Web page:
Porter had 15 of his 19 points in the second half, including 10 straight over the final 5:42, and grabbed 14 rebounds for the Hoyas (17-4, 7-3 Big East).
Eli Carter had 23 points for the Scarlet Knights (12-10, 3-8), who lost their sixth straight thanks to Porter's late domination.
"Otto Porter is Otto Porter, that's what we've come to expect from him," Georgetown coach John Thompson III said. "I thought he was terrific. I always think he's terrific. We ran a couple plays to get the ball in his hands and he came through.
"He got two big rebounds when we needed him to. He's one of the best players in the country and the best players in the country come through when it's winning time. He's consistently come through when it's winning time."
With just under 6 minutes remaining Rutgers led 58-57 before Porter hit a 3-pointer to start his personal 10-point run. Rutgers tied it on two free throws by Mike Poole, which would complete a string of nine straight scoring sequences that produced either a lead change or a tie.
Porter then scored on a fast-break layup to make it 62-60 with 4:44 left and give the Hoyas the lead for good. With Georgetown leading 62-61, the Hoyas came out of a timeout and got a three-point play from Porter off an entry pass from Starks to lead by four with 1:15 remaining.
"We're in the 1-and-1, we wanted to get inside there," said Porter, a sophomore forward. "I got it inside and they fouled me.
"It's the last 5 minutes of the game. We want to stay with our stuff and get the ball inside."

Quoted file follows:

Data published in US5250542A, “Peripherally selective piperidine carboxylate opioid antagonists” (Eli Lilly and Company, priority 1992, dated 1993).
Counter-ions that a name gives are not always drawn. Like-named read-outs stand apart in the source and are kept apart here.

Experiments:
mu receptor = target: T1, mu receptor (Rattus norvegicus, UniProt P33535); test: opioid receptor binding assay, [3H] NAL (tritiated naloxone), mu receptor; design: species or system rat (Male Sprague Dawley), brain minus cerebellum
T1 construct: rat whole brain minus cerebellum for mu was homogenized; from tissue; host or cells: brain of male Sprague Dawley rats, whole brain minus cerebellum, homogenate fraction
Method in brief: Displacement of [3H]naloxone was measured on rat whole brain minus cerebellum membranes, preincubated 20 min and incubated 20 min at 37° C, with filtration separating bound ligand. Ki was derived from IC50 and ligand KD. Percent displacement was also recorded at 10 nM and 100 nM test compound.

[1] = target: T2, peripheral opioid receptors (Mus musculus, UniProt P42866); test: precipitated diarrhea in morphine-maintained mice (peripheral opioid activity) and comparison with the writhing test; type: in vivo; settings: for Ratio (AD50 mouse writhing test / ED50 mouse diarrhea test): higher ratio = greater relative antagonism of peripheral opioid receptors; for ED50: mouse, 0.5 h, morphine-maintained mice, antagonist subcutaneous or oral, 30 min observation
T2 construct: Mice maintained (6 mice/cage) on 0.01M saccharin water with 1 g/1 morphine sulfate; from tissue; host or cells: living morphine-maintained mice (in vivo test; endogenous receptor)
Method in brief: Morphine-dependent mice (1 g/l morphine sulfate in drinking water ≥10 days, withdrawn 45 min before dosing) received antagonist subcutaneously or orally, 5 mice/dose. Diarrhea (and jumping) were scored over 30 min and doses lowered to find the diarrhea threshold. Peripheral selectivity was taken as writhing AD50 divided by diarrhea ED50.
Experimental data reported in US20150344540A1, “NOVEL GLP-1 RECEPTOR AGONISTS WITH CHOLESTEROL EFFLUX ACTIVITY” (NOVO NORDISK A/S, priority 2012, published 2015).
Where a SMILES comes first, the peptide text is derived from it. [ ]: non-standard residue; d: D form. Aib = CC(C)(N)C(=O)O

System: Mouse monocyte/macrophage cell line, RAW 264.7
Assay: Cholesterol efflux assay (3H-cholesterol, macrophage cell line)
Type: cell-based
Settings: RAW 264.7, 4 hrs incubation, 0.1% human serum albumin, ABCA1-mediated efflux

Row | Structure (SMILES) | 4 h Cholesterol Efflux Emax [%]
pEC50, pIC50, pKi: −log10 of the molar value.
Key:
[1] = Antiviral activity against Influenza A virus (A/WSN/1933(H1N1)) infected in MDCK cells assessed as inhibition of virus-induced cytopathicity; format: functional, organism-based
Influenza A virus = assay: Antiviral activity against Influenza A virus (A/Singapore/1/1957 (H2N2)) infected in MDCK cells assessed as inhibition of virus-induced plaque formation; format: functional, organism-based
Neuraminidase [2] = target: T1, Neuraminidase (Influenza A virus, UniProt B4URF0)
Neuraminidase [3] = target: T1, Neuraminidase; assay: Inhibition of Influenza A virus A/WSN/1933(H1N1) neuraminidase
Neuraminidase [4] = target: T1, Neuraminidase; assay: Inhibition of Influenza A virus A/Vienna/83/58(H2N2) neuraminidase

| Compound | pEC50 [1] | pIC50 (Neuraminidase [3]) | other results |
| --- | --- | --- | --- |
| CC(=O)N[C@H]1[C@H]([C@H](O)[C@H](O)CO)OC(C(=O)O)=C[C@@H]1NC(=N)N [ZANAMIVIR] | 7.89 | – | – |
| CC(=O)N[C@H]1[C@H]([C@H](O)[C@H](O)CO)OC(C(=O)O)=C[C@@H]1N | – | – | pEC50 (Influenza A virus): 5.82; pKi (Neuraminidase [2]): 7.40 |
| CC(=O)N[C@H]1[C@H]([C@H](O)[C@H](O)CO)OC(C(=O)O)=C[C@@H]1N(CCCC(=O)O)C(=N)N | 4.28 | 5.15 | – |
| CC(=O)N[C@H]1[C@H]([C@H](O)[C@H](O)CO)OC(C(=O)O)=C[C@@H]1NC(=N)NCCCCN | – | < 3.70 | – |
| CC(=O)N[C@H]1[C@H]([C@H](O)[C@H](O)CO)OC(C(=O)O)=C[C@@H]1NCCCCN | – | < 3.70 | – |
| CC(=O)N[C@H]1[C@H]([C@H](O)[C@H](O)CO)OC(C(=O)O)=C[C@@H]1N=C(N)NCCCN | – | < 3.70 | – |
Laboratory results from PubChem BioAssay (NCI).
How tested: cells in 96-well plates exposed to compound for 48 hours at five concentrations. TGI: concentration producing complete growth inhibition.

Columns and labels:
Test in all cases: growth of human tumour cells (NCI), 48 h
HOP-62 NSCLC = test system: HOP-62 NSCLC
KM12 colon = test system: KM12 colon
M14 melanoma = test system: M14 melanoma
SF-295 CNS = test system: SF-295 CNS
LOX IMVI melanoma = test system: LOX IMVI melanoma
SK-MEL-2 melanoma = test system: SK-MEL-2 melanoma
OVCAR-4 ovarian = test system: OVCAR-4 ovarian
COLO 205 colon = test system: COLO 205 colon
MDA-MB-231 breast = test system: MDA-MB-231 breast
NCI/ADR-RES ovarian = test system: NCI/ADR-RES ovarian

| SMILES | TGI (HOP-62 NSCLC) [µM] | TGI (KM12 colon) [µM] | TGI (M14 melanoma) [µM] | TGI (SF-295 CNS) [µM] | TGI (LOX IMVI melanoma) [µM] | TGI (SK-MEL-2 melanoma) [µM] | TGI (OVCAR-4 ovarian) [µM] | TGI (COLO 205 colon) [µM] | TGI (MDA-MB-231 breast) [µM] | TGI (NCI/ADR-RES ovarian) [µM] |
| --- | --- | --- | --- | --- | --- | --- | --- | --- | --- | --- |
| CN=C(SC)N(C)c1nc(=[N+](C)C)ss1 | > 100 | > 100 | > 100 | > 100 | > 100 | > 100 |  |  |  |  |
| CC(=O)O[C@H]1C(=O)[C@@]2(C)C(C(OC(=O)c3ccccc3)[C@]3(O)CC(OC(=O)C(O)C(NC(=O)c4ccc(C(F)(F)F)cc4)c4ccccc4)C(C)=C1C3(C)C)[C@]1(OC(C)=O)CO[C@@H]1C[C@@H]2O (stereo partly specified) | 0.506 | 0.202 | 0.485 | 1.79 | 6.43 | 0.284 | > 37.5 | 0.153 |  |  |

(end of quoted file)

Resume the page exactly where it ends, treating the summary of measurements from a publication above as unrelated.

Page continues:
Carter scored a quick basket to bring Rutgers within 65-63 with 55 seconds left, but Porter responded again by hitting both ends of a 1-and-1. The Knights missed two straight shots and Hopkins made two foul shots with 14 seconds left to clinch it.
Hopkins was 6 for 9 from the field and scored 12 points in the second half.
"With Nate (Lubick) getting into foul trouble, coach allowed me to play a little bit longer, and with that being said I was able to get in my groove," Hopkins said. "When I made mistakes he let me play through it."
After both teams shot well in the first half, Georgetown maintained its pace in the second while Rutgers cooled off.
Georgetown shot 57.4 percent overall (27 for 47) and hit 60.9 percent (27 for 47) in the second half. Rutgers shot just 38.9 percent (21 for 54) for the game and the Scarlet Knights were 10 for 33 (30.3 percent) after intermission.
"In the Big East you just have to find a way to win," Carter said. "In the end, they found a way to win with Porter cutting and running their offense and just making a tough, tough shot and hitting the 1-and-1 to top it off."
Neither team could take control as the game featured 14 lead changes and 11 ties. The biggest lead by either side was seven points by Georgetown in the first half.
"This was a typical Big East game," Thompson said. "I told the guys at halftime this is going to be one of these games where you just have to grind it out, possession by possession."
The Knights' biggest problem, as it has been during their losing streak, was not converting offensive rebounds. Coach Mike Rice said the Knights had 21 misses in the paint.
"Georgetown is a very talented team, they don't beat themselves," Rice said. "You have to go out and create those opportunities and take advantage. At times we did but in Big East play you have to do it down the stretch and we didn't."
COLUMBUS, Ohio -- The All Ohio Sweet 16 tournament featured teams from Ohio, Michigan, West Virginia, Kentucky, Pennsylvania, Indiana and Canada. Here are a few top prospect’s from the weekend’s action:Class of 2017C Kaleb Wesson | Westerville, Ohio/South6-9, 300 Committed to Ohio StateWesson is a big-bodied low-post player with great hands and great feet.
The number of Division I transfers swelled to more than 700 last season. The 2016 version includes ex-Duke guard Derryck Thornton and hundreds of others.
Despite departures that will hurt the frontcourt depth, the Buckeyes return their top six scorers and will have experience in the starting lineup.